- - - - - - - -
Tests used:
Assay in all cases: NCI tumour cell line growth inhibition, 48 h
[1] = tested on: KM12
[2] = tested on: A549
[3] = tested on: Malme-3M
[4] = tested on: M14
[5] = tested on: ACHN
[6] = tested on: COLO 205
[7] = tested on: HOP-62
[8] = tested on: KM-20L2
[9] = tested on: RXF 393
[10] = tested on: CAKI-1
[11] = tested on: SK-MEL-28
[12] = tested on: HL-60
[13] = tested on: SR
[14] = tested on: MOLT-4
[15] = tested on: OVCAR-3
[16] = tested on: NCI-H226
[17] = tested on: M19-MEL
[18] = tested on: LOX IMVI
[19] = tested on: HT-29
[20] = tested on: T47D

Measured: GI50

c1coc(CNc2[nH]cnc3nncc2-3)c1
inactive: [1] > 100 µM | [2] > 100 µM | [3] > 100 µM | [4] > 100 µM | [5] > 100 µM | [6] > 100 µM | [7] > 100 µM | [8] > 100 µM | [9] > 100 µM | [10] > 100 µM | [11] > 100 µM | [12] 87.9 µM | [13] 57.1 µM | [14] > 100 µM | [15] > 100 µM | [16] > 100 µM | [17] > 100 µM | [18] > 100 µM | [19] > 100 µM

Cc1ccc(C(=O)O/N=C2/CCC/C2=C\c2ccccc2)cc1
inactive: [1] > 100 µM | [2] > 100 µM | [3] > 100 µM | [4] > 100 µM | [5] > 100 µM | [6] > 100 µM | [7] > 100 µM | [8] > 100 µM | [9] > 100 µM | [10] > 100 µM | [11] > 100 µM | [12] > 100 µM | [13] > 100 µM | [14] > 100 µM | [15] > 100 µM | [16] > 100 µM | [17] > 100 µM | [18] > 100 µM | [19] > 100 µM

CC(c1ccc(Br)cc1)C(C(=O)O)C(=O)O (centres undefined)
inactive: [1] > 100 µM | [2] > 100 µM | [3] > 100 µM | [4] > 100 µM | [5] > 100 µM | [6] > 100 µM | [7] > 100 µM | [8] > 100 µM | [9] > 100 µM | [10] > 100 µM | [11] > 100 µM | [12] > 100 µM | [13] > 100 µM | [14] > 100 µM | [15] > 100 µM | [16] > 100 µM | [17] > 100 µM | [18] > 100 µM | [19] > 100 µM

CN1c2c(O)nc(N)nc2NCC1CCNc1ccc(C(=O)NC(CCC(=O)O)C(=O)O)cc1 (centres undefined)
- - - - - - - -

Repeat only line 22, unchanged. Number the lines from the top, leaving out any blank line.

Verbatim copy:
[20] = tested on: T47D